Preparing for Pregnancy

Diet Advice
There are certain foods to avoid during pregnancy and when you are trying to conceive.
• Raw or partly cooked eggs
• Mould-ripened soft cheeses like brie, and blue veined cheeses like stilton
• Paté
• Liver – too much vitamin A can harm the baby
• Shark, swordfish and mantis
• Limited amount of tunaExtra Iron
Pregnant women can become low in iron, so when you’re trying to get pregnant it’s a good idea to choose plenty of iron-rich foods to build up your iron stores. Try to have some food or drink containing Vitamin C, such as a glass of fruit juice, at the same time as an iron-rich meal because this will help your body to absorb the iron.

Good sources of iron:

• Red meat
• Pulses
• Bread
• Green vegetables
• Fortified breakfast cereal

Also, you are advised not to eat large amounts of peanuts, to reduce the chance of the baby developing a peanut allergy. You shouldn’t eat more than two cans of tuna (or equivalent) a week either. Otherwise you should eat a normal healthy diet with plenty of fruit and vegetables. Cook all meat and poultry thoroughly and wash fruits and vegetables.

Folic Acid
This is a vitamin which is very important for the development of the baby’s spinal cord and brain. You should take a 400microgram tablet every day from when you start trying for a baby and carry on until you are 12 weeks pregnant. You can get these tablets from any chemist.

Folic acid has been shown to reduce the risk of neural tube defects such as spina bifida. If you want to get your folic acid from a multi-vitamin tablet, make sure it contains the right amount. Remember that if you take more than one multi-vitamin tablet, you could overdose on the other vitamins they contain. If you have already had a pregnancy affected by a neutral tube defect, consult your GP for advice.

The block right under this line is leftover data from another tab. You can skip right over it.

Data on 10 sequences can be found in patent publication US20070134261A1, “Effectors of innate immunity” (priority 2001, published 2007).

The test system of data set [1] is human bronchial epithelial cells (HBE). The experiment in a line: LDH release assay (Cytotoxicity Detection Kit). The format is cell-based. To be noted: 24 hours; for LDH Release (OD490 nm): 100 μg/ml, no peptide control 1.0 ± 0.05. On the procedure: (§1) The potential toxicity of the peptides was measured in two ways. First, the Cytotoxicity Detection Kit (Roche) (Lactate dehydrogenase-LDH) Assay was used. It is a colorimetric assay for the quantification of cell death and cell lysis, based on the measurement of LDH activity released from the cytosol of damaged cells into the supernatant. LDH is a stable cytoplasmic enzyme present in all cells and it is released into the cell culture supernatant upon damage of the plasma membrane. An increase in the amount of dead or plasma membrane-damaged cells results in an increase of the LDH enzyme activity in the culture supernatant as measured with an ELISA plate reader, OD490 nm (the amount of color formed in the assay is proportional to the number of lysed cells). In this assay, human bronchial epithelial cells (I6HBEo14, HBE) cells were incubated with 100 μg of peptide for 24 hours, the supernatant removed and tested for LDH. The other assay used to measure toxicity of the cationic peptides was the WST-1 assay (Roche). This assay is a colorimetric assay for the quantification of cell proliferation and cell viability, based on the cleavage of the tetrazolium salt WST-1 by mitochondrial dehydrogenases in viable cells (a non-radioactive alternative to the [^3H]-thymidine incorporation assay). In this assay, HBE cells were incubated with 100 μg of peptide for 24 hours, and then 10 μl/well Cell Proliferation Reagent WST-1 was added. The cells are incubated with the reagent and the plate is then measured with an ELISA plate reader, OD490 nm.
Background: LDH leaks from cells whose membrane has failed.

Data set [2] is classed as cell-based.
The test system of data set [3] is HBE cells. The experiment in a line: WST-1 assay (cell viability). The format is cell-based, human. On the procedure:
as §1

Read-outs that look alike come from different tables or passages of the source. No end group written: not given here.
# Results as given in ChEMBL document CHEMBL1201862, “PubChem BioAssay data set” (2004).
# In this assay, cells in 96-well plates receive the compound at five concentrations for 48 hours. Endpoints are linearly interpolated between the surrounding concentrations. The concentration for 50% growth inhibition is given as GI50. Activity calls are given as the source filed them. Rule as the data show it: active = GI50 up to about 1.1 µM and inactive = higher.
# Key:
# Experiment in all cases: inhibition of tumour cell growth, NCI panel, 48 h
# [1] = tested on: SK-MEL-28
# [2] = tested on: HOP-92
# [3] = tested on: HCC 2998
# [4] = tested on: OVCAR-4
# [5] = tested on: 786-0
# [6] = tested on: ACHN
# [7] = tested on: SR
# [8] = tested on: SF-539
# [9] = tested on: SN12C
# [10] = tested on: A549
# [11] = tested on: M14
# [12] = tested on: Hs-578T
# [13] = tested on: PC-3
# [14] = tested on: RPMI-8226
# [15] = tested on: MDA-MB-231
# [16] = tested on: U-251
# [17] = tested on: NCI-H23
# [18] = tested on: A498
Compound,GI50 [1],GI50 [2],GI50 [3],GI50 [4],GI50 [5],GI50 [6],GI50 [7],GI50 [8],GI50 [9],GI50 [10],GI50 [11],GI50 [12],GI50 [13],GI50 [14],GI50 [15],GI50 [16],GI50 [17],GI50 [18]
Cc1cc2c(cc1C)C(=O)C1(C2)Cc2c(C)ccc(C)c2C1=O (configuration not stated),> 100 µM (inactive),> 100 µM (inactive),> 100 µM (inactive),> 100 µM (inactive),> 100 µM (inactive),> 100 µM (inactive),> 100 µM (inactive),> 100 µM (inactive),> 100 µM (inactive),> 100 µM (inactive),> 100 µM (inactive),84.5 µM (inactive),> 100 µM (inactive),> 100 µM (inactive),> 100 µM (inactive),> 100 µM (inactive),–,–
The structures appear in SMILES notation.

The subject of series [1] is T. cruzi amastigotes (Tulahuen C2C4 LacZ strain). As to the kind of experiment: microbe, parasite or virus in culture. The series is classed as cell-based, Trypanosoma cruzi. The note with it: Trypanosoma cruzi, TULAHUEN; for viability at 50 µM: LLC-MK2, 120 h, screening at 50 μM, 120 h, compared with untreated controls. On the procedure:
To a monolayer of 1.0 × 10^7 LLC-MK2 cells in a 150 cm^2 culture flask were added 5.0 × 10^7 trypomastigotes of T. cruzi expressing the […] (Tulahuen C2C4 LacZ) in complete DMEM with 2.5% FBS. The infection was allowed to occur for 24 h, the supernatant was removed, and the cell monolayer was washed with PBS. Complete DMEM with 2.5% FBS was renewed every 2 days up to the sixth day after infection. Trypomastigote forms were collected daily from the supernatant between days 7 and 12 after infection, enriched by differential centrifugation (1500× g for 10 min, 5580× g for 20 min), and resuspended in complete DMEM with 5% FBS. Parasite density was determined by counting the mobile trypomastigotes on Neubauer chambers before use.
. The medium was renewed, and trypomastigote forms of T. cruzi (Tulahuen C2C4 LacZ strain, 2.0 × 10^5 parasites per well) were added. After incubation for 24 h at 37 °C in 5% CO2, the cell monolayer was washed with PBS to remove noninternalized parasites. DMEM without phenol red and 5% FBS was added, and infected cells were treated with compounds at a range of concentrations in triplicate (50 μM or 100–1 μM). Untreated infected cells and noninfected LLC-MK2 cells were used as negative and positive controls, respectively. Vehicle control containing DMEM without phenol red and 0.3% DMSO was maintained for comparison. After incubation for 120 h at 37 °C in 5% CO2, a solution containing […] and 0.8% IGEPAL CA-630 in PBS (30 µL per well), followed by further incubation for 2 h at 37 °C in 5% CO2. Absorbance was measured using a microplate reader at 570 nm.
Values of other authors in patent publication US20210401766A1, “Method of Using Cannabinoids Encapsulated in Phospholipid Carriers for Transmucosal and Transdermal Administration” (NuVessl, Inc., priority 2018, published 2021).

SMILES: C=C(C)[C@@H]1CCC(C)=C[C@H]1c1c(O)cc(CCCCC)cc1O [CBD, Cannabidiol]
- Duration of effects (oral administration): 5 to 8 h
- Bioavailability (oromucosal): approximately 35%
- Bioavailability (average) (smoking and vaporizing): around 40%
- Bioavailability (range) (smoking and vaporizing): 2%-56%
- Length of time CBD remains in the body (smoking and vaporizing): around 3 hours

Smoking
This is an excellent time to stop smoking. If you stop, you are more likely to have a healthier pregnancy and healthy baby. The baby is less likely to be born too early or underweight. Children whose parents smoke are more likely to have chest problems. You can get help to stop smoking from Phoenix Stop Smoking Service. To arrange an appointment and to get free support from your local Phoenix Advisor you can contact Phoenix on tel.: 0800 840 1533 or text ‘QUIT’ to 07781 481 717. For more information click here.

Alcohol
Heavy drinking can harm the baby’s development. Preferably avoid drinking alcohol or if that is difficult, you are advised to limit your alcohol intake to one or two units once or twice a week.

Rubella
If you catch Rubella (or German Measles) while pregnant it can cause various problems for the baby. Most women have been vaccinated against it as children – a blood test can tell if you are immune. Ask to have the blood test before you conceive if possible, but if not it will be done early on in your pregnancy. If your not immune you should be vaccinated before pregnancy.

Drugs
Using illegal drugs can harm your baby. Tell your doctor or midwife and they can refer you for help coming off the drugs.

Inherited Conditions
If you or your partner, or a relative, has any condition which you inherited, or aren’t sure about (examples include Cystic Fibrosis, Haemophilia, Sickle Cell Disease and Thalassaemia) talk to your doctor.

Your General Health
If you have an existing medical problem such as diabetes or epilepsy, or take regular medication, talk to your doctor – ideally before you are pregnant or as soon as you find out.
Where can I get more information?
If you would like more information on planning a pregnancy, speak to your GP or Health visitor, or contact your local health promotion unit.